There are a couple of different products you can use for negative waterproofing — Drylok and Xypex, pronounced zypex. I’m not going to bore you with all of the application procedures, but once you get the wall sandblasted, just follow the manufacturer’s recommendations. 
One of the problems inherent with negative waterproofing is that inside the block, you’ve got rebar. Although you can prevent the water from coming out of the wall, for a while, it will still be seeping in from the back side and will be trapped inside the block.  Over the years, the constant water on the rebar will cause it to rot because it’s steel. And eventually, somewhere down the line you will get failure. 
I don’t recommend negative waterproofing, but if your immediate budget is your primary concern, weigh the consequences and make your decision. Ideally, you always want to go with the positive.
Hi Robert,
I have a bad sewer line that is full of roots, and has been completely obstructed by a tree on the parkway that belongs to the city. Is the city responsible? The sewer line looks like it’s a cardboard pipe with tar on it. It’s just crumbling.  We got the pipe cleared at about 7 or 8 feet deep. Can we just stop here or do we need to transition to the city line? Thank you,
John D.

Hi John,
Regarding the tree, that’s going to be between you and the city. Given the pipe is in bad of condition, I would not risk it. If you’re that deep, I would not leave it there. I would take it straight to the city clay line and put in all new pipe.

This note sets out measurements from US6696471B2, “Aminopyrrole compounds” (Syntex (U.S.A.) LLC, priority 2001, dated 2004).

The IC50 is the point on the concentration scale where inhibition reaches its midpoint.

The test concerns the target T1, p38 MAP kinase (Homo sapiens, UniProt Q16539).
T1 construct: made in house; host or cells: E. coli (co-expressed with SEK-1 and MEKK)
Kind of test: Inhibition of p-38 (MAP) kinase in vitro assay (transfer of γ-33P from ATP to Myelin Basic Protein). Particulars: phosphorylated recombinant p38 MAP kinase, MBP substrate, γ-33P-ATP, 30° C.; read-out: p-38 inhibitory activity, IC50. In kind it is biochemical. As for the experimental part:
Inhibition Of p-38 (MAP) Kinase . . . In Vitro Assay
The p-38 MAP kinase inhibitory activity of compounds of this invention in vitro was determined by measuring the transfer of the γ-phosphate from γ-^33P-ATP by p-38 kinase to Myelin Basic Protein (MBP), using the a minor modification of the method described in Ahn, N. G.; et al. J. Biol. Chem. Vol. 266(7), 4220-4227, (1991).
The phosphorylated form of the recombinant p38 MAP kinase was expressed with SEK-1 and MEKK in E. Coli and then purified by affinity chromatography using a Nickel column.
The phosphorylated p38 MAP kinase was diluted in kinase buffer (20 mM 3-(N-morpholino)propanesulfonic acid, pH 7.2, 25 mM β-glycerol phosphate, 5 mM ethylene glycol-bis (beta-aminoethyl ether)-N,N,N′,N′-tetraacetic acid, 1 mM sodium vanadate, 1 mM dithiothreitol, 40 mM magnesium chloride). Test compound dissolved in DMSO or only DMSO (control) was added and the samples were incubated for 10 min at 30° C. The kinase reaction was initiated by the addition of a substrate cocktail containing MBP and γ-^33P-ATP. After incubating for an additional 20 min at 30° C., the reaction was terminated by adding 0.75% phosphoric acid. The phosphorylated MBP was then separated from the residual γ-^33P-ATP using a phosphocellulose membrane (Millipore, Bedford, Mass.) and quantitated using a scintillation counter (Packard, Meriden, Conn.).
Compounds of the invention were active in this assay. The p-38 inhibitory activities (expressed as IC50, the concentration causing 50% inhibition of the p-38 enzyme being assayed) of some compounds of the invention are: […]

I know this is an expensive endeavor, but at this point, finish the job and do it right. Go back and put in ABS or clay. I would use ABS and glue all the connections thoroughly.
During the backfill, you’ll want to compact every foot. Get it wet and use a tamper. Make sure you don’t crush your new line. Then repeat at every foot. If you have a bit of a hump when finished, that’s ok. It will settle over time. 
You’ll want to shade your pipe. This means that the pipe is resting on well-compacted dirt and is being supported by the backfill. If the inspector sees that the pipe is hanging at any low spots, he will call you out on it. 
If you are transitioning from clay to ABS, instead of gluing a connection you would use a mission band. This is a rubber, bell shaped band that will connect two different sized pipes and materials. 
Everyone who sends in a question answered in this column will be given a full-color, limited edition The Signal/Your Home Improvements T-shirt. The shirt is available for pick up at IMS Construction in Valencia.
Robert Lamoureux has 25 years experience as a general contractor, with separate licenses in electrical and plumbing contacting. He owns IMS Construction Inc. in Valencia. His opinions are his own, and not necessarily those of The Signal. Opinions expressed in this column are not meant to replace the recommendations of a qualified contractor, after that contractor has made a thorough visual inspection. Send your questions to